Is it time to re-evaluate your product and service pricing? Jason and Bridget are joined by eCommerce expert Wes Chyrchel
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How Often Should You Re-evaluate Pricing?
If you are running a business a large volume of with inventory updates, you may have to update your pricing daily. If you have a service-based business, update your pricing twice a year. A lot can change in six months. Maybe the service was too big or too broad, Wes mentions.
Be Aware of Your Costs Before You Price
You have to absorb hidden costs like shipping, handling, storage, item returns, software costs, hosting costs, and more. You have to charge to make a profit beyond these costs.
That said, automate as much as you can.
Video and Photo Matters – And Add Costs
The first rule of sales is to put the product in the customer’s hand. Online, that has to be done with compelling images and copy. Video and photo as well as powerful descriptors are very important in eCommerce. You’re competing against other eCommerce shops who have lover overhead.
“No question video is a big part of eCommerce these days.” Wes Chyrchel
How Much Do You Want To Make?
If you want to make $10,000 a month and you can do a 5-10 page website for $2500, then do a couple of those. Add in a few more features for a $5k site. If it’s complex like eCommerce, charge $10,000. Package your sites and understand how quickly you can complete the work.
“You have to convey overwhelming value.” Wes Chyrchel
Your customers come to you by talking to them. Part of conveying the overwhelming value (and preventing scope creep) is by creating the feature list with the client. Do this BEFORE the project starts. Anything not on the list can be done in Phase II (at a cost) after the website is launched. Protect that boundary and acknowledge the client at the same time.
Those conversations reinforce trust and helps build the list of features for each phase.
Publish Your Service Pricing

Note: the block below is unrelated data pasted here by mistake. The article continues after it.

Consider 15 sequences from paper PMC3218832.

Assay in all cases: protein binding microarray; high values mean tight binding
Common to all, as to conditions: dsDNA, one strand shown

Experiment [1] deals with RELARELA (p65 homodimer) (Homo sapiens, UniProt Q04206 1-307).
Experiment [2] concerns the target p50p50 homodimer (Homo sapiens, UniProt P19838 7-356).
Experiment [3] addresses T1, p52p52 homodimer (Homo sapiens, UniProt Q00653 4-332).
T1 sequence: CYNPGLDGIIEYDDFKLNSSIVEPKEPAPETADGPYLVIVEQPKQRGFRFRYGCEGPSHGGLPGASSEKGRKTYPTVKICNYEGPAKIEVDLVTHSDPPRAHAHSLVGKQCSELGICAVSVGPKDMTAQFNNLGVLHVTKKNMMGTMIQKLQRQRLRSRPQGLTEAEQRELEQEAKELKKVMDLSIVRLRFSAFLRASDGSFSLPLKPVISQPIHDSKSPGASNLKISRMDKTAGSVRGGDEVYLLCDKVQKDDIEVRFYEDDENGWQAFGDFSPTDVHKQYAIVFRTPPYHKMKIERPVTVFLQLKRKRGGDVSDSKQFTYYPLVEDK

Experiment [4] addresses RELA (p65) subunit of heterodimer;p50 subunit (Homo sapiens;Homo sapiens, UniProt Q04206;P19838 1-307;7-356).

Don’t be afraid to put your pricing on your website. Price anchoring is really important; Nathan Allotey talks about it a lot here.
Believe in yourself, you skillset, and your worth. Set boundaries. Don’t allow customers to take advantage of you. Customers want the connection. Your site is your storefront. It exudes confidence or it doesn’t.
“You have to believe. You have to trust in yourself.” Wes Chyrchel
“Just because I learned to do something fast, doesn’t mean I charge less.” Wes Chyrchel
It may be better to not even look at your competetitors, Wes suggests. “It’s really a race to the bottom.”
What Kind Of Work Do I Need?
To keep the cash flow, well, flowing, you need a good mix of work. Long-term and short-term work are a much-needed combination. Also, don’t be afraid of having recurring revenue with products and services.
“A healthy month for a developer has long-term and short-term work.” Wes Chyrchel
Tool or Tip of the Week
This Tool or Tip of the week is brought to you by VendorFuel. VendorFuel is a next-generation shopping cart plugin that will ignite your eCommerce. Built using AngularJS VendorFuel lets you keep your customers on your website for the entire checkout experience. Start a 90-day free trial now and Ignite Your eCommerce at VendorFuel.com!
- If you’re doing drop shipping, don’t be afraid to go back to the manufacturer and renegotiate the pricing.
- Keep track of the brands that have the most problems; use that as a credit.
- Build in time to touch base with your service-based clients (30, 60, 90-day meeting).
- Advertise in the top x amount of states, not all 50. Look at your analytics to see where people are buying.
Jason recommends Keeper Tax. It’s an AI bot that helps you keep track of expenses than can be written off.
Bridget recommends woebot.io. It’s a really cool and free app for mental health checkins.
Do you have any tools or tips we should know about?
We’d love to hear from you. What are your experiences with this subject?
Tell us in the comments below.